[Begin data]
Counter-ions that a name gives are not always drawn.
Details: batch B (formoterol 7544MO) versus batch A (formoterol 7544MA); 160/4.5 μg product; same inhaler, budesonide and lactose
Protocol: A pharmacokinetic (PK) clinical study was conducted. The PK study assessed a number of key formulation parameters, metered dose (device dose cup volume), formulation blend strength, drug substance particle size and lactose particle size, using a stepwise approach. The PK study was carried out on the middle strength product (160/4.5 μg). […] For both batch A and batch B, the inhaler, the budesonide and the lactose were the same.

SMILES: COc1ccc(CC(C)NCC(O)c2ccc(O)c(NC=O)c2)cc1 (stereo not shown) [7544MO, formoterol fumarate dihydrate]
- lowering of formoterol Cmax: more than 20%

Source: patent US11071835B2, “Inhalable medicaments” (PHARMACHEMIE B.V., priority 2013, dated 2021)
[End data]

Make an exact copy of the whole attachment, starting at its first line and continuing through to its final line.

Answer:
Counter-ions that a name gives are not always drawn.
Details: batch B (formoterol 7544MO) versus batch A (formoterol 7544MA); 160/4.5 μg product; same inhaler, budesonide and lactose
Protocol: A pharmacokinetic (PK) clinical study was conducted. The PK study assessed a number of key formulation parameters, metered dose (device dose cup volume), formulation blend strength, drug substance particle size and lactose particle size, using a stepwise approach. The PK study was carried out on the middle strength product (160/4.5 μg). […] For both batch A and batch B, the inhaler, the budesonide and the lactose were the same.

SMILES: COc1ccc(CC(C)NCC(O)c2ccc(O)c(NC=O)c2)cc1 (stereo not shown) [7544MO, formoterol fumarate dihydrate]
- lowering of formoterol Cmax: more than 20%

Source: patent US11071835B2, “Inhalable medicaments” (PHARMACHEMIE B.V., priority 2013, dated 2021)